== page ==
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Abstract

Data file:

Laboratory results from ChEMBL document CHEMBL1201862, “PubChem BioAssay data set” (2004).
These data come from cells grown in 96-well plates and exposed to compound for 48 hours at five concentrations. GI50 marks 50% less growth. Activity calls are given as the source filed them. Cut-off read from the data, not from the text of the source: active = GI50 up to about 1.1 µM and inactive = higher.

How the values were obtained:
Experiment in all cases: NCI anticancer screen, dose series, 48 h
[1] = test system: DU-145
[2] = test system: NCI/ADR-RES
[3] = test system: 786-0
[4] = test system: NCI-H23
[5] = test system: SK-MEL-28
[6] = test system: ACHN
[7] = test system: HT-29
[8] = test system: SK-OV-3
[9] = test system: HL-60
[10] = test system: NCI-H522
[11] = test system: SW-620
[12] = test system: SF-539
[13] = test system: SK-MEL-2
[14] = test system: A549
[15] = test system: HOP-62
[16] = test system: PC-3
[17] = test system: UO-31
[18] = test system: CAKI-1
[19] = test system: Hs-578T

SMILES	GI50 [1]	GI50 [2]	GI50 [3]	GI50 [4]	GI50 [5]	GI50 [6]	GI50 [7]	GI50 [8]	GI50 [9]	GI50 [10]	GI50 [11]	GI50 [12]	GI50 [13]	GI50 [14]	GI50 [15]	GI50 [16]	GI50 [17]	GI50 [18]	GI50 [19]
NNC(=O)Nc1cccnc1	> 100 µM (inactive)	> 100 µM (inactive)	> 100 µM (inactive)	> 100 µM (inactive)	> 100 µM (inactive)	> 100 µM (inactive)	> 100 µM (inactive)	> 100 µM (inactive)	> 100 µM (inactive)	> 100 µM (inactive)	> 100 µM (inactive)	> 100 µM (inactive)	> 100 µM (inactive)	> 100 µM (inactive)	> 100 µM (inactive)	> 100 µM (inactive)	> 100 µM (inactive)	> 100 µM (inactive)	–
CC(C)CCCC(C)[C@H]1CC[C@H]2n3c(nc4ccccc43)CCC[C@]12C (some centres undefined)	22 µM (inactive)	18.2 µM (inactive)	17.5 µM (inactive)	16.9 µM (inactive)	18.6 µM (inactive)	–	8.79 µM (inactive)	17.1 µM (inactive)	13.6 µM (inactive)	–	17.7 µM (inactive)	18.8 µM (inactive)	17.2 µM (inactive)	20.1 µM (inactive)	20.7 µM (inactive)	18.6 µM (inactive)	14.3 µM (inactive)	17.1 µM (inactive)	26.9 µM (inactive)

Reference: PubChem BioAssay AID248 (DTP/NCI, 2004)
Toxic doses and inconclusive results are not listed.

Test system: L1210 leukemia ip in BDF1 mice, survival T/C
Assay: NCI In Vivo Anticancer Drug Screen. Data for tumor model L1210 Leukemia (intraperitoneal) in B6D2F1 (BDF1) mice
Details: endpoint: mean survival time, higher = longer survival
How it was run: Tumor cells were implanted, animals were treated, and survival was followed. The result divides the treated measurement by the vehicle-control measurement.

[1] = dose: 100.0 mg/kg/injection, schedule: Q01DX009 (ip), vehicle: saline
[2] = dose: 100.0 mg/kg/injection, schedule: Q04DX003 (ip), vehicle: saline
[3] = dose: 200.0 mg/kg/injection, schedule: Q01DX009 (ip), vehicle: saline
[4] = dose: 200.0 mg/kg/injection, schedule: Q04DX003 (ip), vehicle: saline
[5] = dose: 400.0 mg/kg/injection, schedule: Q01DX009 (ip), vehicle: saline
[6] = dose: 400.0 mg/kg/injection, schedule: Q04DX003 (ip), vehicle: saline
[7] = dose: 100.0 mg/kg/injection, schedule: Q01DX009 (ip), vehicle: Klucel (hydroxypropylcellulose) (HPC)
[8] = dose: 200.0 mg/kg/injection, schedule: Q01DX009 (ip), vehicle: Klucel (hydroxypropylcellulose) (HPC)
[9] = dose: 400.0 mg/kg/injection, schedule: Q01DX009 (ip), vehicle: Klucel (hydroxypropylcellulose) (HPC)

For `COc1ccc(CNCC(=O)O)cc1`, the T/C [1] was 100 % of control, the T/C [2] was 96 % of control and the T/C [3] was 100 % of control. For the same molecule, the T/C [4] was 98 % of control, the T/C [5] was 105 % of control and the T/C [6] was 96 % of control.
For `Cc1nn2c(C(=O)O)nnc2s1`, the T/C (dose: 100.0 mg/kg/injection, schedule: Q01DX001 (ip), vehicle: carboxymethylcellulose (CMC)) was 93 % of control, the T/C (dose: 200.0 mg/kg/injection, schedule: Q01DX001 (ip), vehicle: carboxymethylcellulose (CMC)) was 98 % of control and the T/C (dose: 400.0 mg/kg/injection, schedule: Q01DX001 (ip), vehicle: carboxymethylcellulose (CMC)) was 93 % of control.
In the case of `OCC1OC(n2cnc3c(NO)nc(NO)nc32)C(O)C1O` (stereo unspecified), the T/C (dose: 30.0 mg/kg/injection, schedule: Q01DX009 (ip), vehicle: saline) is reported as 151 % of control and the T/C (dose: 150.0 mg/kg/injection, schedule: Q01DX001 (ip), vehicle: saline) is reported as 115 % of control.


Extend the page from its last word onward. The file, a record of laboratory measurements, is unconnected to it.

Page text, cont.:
Psychiatric disorders or drug addiction are often regarded as contraindications against the use of interferon alfa (IFN-α) in patients with chronic hepatitis C. Our aim was to obtain prospective data on adherence to as well as efficacy and mental side effects of treatment with IFN-α in different psychiatric risk groups compared with controls. In a prospective trial, 81 patients with chronic hepatitis C (positive hepatitis C virus[HCV] RNA and elevated alanine aminotransferase[ALT] level) and psychiatric disorders (n = 16), methadone substitution (n = 21), former drug addiction (n = 21), or controls without a psychiatric history or drug addiction (n = 23) were treated with a combination of IFN-α-2a 3 MU 3 times weekly and ribavirin (1,000-1,200 mg/d). Sustained virologic response (overall, 37%) did not differ significantly between subgroups. No significant differences between groups were detected with respect to IFN-α–related development of depressions during treatment. However, in the psychiatric group, significantly more patients received antidepressants before and during treatment with IFN-α (P < .001). Most of those who dropped out of the study were patients with former drug addiction (43%; P = .04) compared with 14% in the methadone group, 13% in the control group, and 18% in the psychiatric group. No patient in the psychiatric group had to discontinue treatment because of psychiatric deterioration. In conclusion, our data do not confirm the supposed increased risk for IFN-α–induced mental side effects and dropouts in psychiatric patients if interdisciplinary care and antidepressant treatment are available. Preexisting psychiatric disorders or present methadone substitution should no longer be regarded as contraindications to treatment of chronic hepatitis C with IFN-α and ribavirin in an interdisciplinary setting.